That said, a modern edge isn’t always bad. For example, in works of alternative history, it’s actually fun to compare the present with the past. My point is: be original, subtle and creative about how you apply modern ideas and concepts to the past. Umberto Eco’s The Name of The Rose does this very well. He combined his contemporary scholarship with a medieval setting, and wrote a fantastic novel.

Perhaps you are writing historical fiction because you see a need for greater understanding of a historical figure. That was partially the motivation behind Hilary Mantel’s Wolf Hall trilogy.

Research Tips

Look Beyond The Internet

The internet is a great source that you should use, but quickly, you’ll wring it dry. Read books, visit locations, go to library talks, ask witnesses, watch historical footage and analyse photographs. By mixing up your research data, you’ll gain a fleshed out image of your time period.

Use Primary & Secondary Sources

Primary sources refer to historical sources that existed during the time period, whereas secondary sources came afterwards. An example of a primary source in say, medieval Europe, would be an Insular manuscript. However, a secondary source could be an academic paper released in 2010 about Celtic manuscripts and art. It’s best to use primary and secondary sources for anything related to history.

Keep Track Of Notes

Historical research gets wild… quick. That’s why it’s best to keep track of your notes, whether handwritten or typed. You may want to create a factual encyclopedia for your novel, which contains relevant information that you plan to use.

Note: Scrivener helps you keep your notes close by.

Ask Challenging Questions

History is full of controversies. In your research, you may expose a lack of scholarship in a particular area, or a widespread perspective that shouldn’t be easily accepted. That’s part of why I love history. It’s full of rabbit holes and mysterious portals that keep you curious. Perhaps your novel could confront the presumptions somehow. When writing historical fiction, you want to make the old seem new. By having a fresh perspective, you can do that.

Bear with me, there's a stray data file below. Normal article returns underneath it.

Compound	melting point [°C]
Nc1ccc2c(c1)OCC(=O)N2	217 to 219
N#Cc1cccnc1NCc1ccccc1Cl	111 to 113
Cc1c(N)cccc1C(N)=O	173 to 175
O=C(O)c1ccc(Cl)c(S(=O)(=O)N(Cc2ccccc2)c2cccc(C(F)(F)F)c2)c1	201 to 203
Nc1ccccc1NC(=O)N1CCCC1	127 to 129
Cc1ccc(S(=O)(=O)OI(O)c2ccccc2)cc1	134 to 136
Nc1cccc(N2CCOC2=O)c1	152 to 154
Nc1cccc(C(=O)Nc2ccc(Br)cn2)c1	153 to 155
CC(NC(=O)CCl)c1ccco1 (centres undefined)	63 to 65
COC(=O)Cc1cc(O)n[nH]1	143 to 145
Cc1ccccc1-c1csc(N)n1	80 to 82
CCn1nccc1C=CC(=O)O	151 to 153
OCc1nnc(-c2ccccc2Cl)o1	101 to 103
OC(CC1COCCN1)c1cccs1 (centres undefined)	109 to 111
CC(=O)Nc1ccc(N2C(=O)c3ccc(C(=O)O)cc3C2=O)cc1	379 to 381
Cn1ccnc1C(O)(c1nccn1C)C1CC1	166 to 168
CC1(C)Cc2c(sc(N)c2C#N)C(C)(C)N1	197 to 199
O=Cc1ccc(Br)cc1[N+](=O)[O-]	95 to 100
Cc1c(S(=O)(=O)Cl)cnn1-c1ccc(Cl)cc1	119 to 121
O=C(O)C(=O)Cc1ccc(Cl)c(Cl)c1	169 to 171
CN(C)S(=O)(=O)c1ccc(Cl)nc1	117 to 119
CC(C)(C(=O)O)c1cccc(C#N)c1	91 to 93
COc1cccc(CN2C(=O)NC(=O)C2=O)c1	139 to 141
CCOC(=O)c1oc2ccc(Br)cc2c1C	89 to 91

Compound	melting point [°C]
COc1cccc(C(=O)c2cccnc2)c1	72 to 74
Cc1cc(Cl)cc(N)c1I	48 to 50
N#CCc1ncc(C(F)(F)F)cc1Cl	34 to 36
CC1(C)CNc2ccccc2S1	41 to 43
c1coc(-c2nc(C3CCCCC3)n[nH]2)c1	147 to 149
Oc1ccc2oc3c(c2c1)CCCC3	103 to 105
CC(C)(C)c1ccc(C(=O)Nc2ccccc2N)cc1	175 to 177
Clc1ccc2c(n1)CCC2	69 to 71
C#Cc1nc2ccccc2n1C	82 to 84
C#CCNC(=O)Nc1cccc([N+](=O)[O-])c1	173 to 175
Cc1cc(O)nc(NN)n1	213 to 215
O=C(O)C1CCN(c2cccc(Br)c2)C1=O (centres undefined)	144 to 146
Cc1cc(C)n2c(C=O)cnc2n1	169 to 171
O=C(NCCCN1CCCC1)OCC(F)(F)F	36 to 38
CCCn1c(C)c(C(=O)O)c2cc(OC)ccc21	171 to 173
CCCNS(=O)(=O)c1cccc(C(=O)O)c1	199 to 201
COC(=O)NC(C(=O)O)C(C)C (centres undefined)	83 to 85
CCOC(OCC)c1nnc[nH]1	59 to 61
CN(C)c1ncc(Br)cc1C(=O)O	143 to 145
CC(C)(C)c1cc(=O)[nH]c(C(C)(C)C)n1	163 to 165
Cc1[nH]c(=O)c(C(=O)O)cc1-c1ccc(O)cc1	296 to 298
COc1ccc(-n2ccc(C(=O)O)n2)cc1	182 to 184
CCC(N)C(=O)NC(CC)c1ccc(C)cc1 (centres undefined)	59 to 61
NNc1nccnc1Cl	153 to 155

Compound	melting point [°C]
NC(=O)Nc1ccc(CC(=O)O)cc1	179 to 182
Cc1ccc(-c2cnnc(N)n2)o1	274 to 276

Read Historical Fiction & Non- Fiction

Read widely, especially if you plan to publish. You’ll notice what authors have already done, and see what potential contributions you can make to historical fiction. You don’t have to start with War and Peace, but being a consistent reader of history helps you write it.

Writing A Historical Novel

Take Care With Dialogue

Pay attention to the dialogue while writing historical fiction. Often, dialogue separates the apprentices from the masters of writing. You don’t need characters speaking exactly like their historical counterparts. But great dialogue captures the mannerisms and tendencies of the time period.

Pay Attention To The Little Details

Details are an opportunity for you as a writer to reveal information about the character or situation. But more than that, successful historical fiction has an immersion factor, that brings the contemporary reader into the past. A brilliant example is the Outlander series, where the author includes swaths of historical information. But Diana Gabaldon does more than that. She makes the information relevant to the story and interesting to the reader.

To do this effectively, it does take some practice.

Accept That Fiction Means Making Things Up

Although historical accuracy is good to aim for, you may have to make certain elements up. That could mean inserting fictional characters in a biopic, emphasising the unremarkable, etc. As a writer, you’ll need to know the perfect balance between fictional details and reality. Prepare to stand by your choices, as you can’t possibly please everyone.

Important Factors To Remember

Your audience is important

Consider who you want to read your work. What demographics do they belong in? What other works of literature do they enjoy? Such questions will help you reach your readers, and perhaps make your writing more suitable. Also consider the prior knowledge of your audience before writing. It’s easy to presume that because you are history-inclined, that the reader is, too.

Treat Your Characters Like Real People

Regardless of how flawed they are, the best historical fiction acknowledges the complexity in its characters. Whilst that doesn’t mean they will be likeable, try to make your main characters interesting. Also, resist the urge to harshly judge or condemn them, even if they eventually get their just desserts. The best historical fiction urges us that the people who lived before us were just as real and intricate as ourselves.

Offer Something New

It may be rewarding to add a unique twist to your story, or to add something unexpected. When writing historical fiction, you could focus on a less-visited time period, have an unlikely protagonist or even insert magic or fantastic elements. Your options are limitless. But give the reader an experience that they haven’t had before. They’ll cherish your book even more.


What are your tips on writing historical fiction? Comment below!